sustainable wedding ring

3. Recycled Metal

If you are really looking to reduce your environmental impact, going the recycled metal route is a great option. These are basically metals that have already been mined and used in some way, that have gone back through a refinery and are ready to be made into a piece of jewelry. Recycled metals are the same exact quality as newly mined metals, no strength is lost in the refining process. This is a really great option for your sustainable wedding ring because you are using what we already have, what’s already been mined, and you aren’t contributing to the mining industry at all. Again, you are more likely to find recycled metals with custom or smaller jewelers, but it is much easier to find jewelers who use recycled metals than jewelers who use fairmined, just because the practice has been around much longer.

Sustainable Wedding Ring Stones

sustainable wedding ring

As many of you have probably seen in the Leonardo DiCaprio movie, Blood Diamond, the sourcing of precious gemstones and diamonds can cause a lot of conflict, violence, and disregard for the environment. Currently, the UN has a system called the Kimberley Process that is meant to prevent the flow of conflict stones, but the truth is that it simply is not thorough enough and a lot of conflict stones still find their way into the US. When looking for sustainable stones for you wedding ring, the first question to really ask is “Where did this stone come from?” because the origin of that stone will tell you everything you need to know. You or your jeweler is going to have to put in a ton of research to ensure that the stone you’re putting in your wedding ring was sourced from somewhere that has standards you support.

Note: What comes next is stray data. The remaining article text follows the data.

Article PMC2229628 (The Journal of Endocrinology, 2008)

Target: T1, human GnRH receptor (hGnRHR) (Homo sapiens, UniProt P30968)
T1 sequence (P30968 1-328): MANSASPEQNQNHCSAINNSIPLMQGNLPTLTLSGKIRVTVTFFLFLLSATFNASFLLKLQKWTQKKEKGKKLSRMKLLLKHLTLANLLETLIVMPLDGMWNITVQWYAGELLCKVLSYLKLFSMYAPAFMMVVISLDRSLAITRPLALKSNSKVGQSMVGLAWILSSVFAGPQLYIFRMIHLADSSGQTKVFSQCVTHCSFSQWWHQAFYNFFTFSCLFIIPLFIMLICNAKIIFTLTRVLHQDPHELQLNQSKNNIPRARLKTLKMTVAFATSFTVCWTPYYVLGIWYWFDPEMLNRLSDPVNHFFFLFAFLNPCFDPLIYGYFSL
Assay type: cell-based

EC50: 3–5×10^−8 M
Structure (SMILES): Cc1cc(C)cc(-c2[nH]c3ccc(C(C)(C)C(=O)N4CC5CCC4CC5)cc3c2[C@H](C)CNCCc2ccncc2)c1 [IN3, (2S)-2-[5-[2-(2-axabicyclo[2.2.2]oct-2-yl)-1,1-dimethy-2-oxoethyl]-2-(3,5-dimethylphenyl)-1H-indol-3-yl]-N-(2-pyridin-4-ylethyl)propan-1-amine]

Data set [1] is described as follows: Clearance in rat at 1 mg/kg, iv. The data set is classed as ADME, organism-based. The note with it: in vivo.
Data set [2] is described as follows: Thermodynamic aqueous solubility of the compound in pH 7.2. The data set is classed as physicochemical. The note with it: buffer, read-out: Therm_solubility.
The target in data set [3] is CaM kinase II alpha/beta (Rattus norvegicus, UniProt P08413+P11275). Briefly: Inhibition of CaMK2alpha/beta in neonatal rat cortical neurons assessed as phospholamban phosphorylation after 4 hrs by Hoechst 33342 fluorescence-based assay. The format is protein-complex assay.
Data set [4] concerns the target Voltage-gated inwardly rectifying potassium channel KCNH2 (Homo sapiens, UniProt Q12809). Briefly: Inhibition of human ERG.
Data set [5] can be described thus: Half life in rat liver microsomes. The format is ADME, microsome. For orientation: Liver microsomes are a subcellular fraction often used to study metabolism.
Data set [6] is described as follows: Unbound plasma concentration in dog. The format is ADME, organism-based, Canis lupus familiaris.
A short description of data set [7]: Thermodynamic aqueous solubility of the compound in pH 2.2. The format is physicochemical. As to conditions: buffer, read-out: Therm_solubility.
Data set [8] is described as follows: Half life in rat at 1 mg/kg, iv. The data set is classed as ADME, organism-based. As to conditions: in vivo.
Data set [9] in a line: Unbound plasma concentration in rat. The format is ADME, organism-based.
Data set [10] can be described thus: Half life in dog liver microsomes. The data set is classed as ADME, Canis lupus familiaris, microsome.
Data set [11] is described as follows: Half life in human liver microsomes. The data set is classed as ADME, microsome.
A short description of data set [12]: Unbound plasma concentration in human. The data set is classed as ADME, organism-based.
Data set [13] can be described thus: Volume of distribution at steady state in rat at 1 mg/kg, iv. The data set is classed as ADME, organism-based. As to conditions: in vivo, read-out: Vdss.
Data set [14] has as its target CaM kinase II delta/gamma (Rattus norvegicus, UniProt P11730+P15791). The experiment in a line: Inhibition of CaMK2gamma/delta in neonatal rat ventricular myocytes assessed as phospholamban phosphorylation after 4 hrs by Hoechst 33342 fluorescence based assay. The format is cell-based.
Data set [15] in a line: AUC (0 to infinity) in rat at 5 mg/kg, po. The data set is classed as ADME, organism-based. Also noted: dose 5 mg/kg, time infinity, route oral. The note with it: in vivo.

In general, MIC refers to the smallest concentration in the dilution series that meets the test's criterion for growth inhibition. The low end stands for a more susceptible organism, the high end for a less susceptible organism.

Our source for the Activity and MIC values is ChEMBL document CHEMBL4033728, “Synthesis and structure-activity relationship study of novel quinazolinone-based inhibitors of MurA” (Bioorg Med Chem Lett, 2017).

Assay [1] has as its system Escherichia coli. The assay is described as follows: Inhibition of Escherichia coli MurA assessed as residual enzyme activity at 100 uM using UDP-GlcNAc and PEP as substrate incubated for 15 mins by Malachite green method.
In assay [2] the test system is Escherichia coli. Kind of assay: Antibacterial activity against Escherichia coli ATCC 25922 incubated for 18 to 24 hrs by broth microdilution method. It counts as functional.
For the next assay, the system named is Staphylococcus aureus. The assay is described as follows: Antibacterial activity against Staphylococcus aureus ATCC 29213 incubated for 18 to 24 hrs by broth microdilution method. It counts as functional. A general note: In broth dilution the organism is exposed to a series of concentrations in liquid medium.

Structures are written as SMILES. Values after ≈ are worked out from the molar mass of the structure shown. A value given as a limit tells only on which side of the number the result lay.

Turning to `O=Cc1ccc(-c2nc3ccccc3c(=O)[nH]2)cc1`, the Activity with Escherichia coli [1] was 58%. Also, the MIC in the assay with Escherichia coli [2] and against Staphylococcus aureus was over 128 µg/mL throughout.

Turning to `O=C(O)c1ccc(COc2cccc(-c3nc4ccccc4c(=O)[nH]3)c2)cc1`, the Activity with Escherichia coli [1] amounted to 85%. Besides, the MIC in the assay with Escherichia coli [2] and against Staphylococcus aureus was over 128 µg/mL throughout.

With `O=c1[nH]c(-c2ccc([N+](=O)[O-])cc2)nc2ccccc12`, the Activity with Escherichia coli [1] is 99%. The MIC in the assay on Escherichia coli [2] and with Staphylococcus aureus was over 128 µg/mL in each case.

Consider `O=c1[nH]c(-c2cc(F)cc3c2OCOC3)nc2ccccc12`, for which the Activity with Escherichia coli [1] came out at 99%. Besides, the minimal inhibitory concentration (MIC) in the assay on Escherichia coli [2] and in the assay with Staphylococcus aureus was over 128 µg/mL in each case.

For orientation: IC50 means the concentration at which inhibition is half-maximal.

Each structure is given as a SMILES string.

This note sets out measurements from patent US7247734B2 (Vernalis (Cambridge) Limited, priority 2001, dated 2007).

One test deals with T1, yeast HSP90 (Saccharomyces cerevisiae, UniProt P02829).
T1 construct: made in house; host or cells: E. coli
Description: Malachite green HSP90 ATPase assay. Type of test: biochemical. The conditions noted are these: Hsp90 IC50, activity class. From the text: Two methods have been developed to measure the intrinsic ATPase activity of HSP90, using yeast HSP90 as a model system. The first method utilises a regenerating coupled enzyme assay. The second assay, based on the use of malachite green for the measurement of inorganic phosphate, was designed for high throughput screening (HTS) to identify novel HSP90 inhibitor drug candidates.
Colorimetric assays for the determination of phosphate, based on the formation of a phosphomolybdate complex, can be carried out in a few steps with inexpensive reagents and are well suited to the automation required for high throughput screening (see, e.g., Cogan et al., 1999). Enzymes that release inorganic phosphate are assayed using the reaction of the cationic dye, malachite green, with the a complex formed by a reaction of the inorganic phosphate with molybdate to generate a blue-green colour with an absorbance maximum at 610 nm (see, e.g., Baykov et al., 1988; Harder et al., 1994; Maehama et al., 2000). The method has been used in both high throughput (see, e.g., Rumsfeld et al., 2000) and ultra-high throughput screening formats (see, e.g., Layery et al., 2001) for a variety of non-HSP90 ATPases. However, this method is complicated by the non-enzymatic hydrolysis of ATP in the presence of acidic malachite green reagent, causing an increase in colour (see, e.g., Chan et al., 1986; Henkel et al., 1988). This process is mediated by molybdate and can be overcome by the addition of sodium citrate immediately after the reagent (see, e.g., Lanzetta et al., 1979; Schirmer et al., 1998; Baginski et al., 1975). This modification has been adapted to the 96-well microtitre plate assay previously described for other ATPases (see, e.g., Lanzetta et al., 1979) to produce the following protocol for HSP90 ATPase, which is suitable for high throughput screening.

1. Mined Stones

If you are in love with the idea of having a stone that comes from the earth, something raw and natural, then where we are at today in the industry is that you’re going to want to get that stone from a mine in either Canada or the United States. This is because both countries are required to be really transparent on their mining practices and have really high standards for their miners. From Canadian diamonds to Montana sapphires to Oregon sunstones, there are many beautiful gemstone and diamond options that you can find in the western hemisphere that will meet your standards for sustainability and ethics. It is possible to find stones that were mined in an ethical and sustainable way in other countries, but just be prepared to put in a lion’s share of research to be 100% sure your values are being supported.

2. Lab-Grown stones